Tuesday, April 24, 2012

Common forms of low vision

There are many degrees of visual impairment, ranging from complete blindness to mild vision loss that can be corrected with glasses. During an appointment with your optometrist, he or she may test your eyes for several types of low vision. According to the American Optometric Association, these include reduced central vision, reduced peripheral vision, blurred vision, generalized haze, extreme sensitivity to light, and night blindness.

Each type of low vision has a different effect on your sight. For example, a loss of your central vision creates a blind spot in front of you but leaves your peripheral, or side, vision intact. While this can make it difficult to read or recognize faces, it does not usually affect your mobility. On the other hand, a loss in your peripheral vision can make it difficult to walk, drive or read because you cannot see anything above, below, or to the side of your eye level. Commonly described as “tunnel vision,” this type of low vision restricts your sight to that which is directly in front of you.

Two additional types, blurred vision and generalized haze, both make sight difficult due to visual distortion. People with blurred vision cannot focus on either near or far objects, even with corrective lenses. And for those with generalized haze, everything appears to be under a film or glare. Finally, vision can also be affected by light and darkness. People who have extreme light sensitivity often feel pain or discomfort in lighted areas. Even regularly lit rooms can cause images to glare or appear washed out. Conversely, people with night blindness have trouble seeing in dimly lit spaces, including dark restaurants and theaters, as well as outside at night. Both types of light sensitivity make it difficult for people to drive cars and often require special accommodations.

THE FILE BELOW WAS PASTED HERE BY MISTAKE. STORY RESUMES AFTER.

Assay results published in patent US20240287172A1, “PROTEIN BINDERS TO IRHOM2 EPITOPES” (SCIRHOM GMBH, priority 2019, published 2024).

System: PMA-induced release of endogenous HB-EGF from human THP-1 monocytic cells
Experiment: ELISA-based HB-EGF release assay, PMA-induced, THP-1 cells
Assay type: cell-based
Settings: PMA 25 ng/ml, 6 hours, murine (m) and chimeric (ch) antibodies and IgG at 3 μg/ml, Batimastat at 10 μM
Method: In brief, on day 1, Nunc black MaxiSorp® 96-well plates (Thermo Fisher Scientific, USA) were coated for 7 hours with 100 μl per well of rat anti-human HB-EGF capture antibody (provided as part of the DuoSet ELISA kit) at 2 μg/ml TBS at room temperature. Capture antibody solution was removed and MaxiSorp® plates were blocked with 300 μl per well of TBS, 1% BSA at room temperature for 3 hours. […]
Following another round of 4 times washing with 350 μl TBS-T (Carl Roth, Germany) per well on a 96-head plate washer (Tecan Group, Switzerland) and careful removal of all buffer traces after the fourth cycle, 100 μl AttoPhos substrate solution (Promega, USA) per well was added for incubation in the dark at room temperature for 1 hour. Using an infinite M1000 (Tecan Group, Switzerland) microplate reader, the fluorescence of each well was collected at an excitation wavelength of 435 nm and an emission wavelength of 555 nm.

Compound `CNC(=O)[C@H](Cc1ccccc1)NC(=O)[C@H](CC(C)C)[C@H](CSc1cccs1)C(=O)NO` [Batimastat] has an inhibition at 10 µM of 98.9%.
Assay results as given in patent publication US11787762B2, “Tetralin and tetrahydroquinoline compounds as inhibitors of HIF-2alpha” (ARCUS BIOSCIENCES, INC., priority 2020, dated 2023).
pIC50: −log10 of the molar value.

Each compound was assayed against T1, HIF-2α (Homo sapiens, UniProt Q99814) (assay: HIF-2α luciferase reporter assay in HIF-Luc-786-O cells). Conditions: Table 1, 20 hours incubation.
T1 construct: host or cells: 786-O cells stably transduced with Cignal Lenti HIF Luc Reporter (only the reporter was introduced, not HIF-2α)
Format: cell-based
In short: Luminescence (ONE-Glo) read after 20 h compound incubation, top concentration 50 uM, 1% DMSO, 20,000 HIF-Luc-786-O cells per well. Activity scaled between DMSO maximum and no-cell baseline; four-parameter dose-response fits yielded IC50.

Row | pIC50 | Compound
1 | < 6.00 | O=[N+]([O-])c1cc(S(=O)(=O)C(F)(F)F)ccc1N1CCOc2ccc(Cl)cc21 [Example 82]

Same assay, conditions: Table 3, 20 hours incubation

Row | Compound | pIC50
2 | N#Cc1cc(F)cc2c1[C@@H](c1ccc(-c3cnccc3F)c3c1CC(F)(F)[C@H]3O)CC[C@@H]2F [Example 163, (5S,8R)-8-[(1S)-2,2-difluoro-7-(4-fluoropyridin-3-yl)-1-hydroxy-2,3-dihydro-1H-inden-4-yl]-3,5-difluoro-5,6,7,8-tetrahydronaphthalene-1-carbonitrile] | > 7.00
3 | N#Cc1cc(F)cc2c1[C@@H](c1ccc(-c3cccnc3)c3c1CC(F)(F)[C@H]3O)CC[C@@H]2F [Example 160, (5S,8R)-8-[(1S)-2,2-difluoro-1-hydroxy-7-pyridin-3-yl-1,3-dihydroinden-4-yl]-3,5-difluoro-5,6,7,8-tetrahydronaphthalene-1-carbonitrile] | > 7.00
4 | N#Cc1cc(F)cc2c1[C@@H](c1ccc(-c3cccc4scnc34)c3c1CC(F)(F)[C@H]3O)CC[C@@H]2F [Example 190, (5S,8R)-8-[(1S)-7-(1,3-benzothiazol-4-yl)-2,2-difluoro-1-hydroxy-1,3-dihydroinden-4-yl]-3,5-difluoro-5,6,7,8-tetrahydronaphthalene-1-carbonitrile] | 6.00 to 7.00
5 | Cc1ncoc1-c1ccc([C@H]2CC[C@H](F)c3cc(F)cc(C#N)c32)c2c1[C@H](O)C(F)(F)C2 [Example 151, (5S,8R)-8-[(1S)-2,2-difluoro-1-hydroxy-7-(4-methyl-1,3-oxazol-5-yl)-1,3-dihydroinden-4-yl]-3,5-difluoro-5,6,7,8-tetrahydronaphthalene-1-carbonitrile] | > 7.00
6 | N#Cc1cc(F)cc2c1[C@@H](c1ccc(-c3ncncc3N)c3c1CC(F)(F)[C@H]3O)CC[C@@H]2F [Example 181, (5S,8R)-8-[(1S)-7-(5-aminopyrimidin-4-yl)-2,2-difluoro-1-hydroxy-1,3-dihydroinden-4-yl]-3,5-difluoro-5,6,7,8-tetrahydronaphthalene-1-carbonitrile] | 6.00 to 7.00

If you think you may have any of the above conditions, it is important to schedule an appointment with an optometrist on your True Care Advantage plan. He or she will conduct a comprehensive visual acuity examination and identify any existing low-vision issues. The doctor can give you information about adapting to low vision at home and may also suggest participation in low-vision rehabilitation, which has helped many people across the country. Contact your optometrist’s office to learn more.

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Wednesday, April 11, 2012

I have dry mouth. Now what?

Just as the causes of dry mouth are varied, so are the treatments. Depending on what your dentist and/or physician thinks the root issue is, you may be able to get rid of your dry mouth with one of the following methods:
  • Switching to a different medication or changing your current dosage
  • Using artificial saliva to moisten your mouth
  • Taking a medication that helps stimulate the production of saliva
In addition, small changes to your lifestyle can help relieve the symptoms of dry mouth. Many experts suggest increasing your intake of water, and sipping it throughout the day. You should also avoid beverages that dry out your mouth, such as those with caffeine. Other home remedies include chewing gum to stimulate the production of saliva; using a humidifier to improve dry air in your home; breathing through your nose as much as possible; and avoiding salty and spicy foods. As always, be sure to consult with a dentist on your True Care Advantage plan before making any significant changes.